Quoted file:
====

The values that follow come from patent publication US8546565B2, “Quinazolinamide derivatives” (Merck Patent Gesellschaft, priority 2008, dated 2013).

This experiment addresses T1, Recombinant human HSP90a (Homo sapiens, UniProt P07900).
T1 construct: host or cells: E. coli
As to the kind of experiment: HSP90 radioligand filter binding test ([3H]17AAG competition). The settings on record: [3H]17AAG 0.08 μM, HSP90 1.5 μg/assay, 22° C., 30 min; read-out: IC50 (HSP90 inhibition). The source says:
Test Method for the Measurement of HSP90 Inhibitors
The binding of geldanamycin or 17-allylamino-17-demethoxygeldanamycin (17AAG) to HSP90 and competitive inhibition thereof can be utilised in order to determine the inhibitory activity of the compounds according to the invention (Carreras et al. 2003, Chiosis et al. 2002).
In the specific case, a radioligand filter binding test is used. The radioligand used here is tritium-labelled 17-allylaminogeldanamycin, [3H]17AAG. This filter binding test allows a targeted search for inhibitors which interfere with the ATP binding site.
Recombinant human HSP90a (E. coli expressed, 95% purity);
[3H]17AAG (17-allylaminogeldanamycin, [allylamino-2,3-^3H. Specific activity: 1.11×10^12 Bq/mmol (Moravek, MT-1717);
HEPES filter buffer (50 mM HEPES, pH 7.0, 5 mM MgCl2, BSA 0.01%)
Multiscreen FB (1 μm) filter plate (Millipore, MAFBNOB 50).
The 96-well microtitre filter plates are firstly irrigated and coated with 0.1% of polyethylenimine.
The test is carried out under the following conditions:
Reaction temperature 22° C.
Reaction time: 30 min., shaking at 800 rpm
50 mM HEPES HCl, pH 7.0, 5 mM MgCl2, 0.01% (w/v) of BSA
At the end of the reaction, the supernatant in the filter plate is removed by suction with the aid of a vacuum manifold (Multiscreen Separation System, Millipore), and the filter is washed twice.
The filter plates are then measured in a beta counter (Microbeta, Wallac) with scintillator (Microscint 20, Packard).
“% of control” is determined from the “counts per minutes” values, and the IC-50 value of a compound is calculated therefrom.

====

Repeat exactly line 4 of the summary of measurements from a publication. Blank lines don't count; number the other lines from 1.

As to the kind of experiment: HSP90 radioligand filter binding test ([3H]17AAG competition). The settings on record: [3H]17AAG 0.08 μM, HSP90 1.5 μg/assay, 22° C., 30 min; read-out: IC50 (HSP90 inhibition). The source says: